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Paracetamol Described as Cause of 36-Year-Old’s Liver Failure, Death

Filed April 2nd, 2013 edlieber1

A coroner ruled that the kidney failure which caused the death of a 36-year-old man resulted from the use of paracetamol. Like acetaminophen, paracetamol is classified as a mild analgesic. It is commonly taken to relieve headaches and other minor aches and pains.

Dr. Robert Landers conducted the postmortem of James Ryan at Waterford Regional Hospital. The doctor learned of the circumstances of the death, as well as Ryan’s history of alcohol abuse. He concluded that Ryan’s heart and muscles were normal and that there was no bone or soft tissue injuries, reported. Paracetamol was found in the blood. Landers said Ryan’s liver was pale, its cells dead. He determined upon further scientific examination that paracetamol use is what led to acute liver failure, reported.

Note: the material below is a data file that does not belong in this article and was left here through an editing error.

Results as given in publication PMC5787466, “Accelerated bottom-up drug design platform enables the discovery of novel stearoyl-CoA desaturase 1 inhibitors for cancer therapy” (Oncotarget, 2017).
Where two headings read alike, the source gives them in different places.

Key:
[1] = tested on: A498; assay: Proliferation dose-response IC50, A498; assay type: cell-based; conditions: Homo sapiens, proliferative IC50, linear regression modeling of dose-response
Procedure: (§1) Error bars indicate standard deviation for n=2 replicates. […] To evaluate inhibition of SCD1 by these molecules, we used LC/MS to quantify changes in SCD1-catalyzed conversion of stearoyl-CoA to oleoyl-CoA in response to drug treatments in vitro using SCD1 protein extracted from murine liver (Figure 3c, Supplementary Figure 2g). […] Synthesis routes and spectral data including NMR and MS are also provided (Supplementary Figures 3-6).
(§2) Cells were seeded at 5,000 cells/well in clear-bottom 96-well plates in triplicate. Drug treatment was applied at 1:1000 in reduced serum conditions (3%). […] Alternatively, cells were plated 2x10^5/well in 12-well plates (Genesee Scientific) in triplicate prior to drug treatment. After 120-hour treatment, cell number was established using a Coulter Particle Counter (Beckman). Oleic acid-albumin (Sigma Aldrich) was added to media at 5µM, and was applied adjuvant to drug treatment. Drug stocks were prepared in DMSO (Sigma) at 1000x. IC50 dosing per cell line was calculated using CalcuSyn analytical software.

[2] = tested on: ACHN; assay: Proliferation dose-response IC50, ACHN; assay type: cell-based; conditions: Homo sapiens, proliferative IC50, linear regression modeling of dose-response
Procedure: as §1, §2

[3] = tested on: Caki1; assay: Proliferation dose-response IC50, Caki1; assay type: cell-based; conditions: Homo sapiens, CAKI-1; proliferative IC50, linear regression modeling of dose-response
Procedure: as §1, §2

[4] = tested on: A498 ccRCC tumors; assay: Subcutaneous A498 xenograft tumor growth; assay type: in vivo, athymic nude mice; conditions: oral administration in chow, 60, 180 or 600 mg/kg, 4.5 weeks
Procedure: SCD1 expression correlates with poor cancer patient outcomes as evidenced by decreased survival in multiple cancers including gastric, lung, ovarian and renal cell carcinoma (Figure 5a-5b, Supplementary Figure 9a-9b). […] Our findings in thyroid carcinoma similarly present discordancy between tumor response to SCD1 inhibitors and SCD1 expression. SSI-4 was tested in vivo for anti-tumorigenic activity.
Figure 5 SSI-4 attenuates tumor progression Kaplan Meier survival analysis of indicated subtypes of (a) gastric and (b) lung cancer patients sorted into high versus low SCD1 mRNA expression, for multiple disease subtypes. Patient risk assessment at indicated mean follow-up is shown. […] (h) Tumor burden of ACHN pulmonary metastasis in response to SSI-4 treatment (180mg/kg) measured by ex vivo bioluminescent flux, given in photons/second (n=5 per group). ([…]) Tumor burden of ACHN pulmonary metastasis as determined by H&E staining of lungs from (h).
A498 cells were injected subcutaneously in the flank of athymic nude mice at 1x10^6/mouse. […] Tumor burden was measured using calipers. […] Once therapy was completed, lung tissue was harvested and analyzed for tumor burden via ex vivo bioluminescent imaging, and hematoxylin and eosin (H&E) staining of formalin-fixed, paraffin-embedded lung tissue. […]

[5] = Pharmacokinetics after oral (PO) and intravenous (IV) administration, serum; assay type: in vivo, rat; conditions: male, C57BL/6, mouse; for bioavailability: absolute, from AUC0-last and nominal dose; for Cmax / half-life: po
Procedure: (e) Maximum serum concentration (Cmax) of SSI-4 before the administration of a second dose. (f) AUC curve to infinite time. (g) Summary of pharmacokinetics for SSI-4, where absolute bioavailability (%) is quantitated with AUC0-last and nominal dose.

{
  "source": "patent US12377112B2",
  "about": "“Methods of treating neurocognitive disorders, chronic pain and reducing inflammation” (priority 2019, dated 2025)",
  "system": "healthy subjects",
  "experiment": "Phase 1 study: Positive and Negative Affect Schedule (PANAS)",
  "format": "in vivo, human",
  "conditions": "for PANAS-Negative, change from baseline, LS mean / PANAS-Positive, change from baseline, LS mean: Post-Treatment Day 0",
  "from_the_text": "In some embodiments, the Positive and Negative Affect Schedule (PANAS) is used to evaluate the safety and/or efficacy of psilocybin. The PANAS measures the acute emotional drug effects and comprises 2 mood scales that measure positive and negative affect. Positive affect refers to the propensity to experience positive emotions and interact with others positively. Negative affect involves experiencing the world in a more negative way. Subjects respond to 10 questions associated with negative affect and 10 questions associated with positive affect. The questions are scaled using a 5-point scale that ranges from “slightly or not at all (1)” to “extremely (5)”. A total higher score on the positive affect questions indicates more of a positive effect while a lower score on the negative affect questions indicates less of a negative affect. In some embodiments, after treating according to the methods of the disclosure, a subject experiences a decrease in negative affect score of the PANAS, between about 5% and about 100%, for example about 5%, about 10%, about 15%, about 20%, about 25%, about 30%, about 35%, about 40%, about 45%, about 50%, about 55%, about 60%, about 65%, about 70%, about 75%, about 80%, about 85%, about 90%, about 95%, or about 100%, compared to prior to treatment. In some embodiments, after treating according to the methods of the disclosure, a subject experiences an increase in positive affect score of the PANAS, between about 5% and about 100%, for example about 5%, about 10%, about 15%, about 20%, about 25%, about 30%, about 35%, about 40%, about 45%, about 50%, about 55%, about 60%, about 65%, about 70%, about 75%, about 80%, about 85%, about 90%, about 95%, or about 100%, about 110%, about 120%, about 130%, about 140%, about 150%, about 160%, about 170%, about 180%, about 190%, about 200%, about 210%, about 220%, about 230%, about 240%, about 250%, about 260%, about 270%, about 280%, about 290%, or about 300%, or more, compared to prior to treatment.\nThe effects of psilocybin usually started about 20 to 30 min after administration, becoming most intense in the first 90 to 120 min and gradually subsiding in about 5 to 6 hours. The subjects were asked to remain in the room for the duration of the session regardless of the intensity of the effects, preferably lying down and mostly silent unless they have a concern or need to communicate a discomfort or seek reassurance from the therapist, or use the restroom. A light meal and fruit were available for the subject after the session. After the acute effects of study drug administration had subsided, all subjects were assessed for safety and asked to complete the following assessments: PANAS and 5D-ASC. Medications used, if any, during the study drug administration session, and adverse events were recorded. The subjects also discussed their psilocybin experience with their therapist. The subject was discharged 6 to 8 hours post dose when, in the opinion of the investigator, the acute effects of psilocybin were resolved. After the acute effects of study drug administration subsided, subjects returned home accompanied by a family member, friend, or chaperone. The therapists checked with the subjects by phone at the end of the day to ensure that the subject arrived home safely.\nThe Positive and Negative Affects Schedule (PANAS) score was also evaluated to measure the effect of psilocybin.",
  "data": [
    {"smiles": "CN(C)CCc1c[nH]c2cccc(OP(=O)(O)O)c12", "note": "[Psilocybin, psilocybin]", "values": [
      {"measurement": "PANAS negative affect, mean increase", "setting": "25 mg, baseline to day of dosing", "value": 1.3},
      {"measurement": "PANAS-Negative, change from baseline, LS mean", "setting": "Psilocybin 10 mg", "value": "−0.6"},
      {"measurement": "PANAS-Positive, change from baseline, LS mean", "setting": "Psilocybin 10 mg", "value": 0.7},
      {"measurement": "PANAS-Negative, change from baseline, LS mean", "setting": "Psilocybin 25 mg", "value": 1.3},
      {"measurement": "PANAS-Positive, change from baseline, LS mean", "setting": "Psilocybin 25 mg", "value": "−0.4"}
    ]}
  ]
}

James Ryan’s father, Tom Ryan, said that when he went to his son’s house on November 27, 2011, he found James in his bedroom, on the floor, his body cold, said. Authorities arrived and pronounced James Ryan dead at the scene.

Paracetamol may soon find itself in the same boat as acetaminophen (sold under the brand name of Tylenol). Acetaminophen has been linked to acute liver failure for years. On an annual basis, close to 800 cases of liver failure are linked to the analgesic/pain medication. In 2011, the U.S. Food and Drug Administration (FDA) announced that drugs containing acetaminophen may be linked to liver damage. The FDA backed up that claim by mandating that a black box warning be added to the packaging used for drugs that include acetaminophen.

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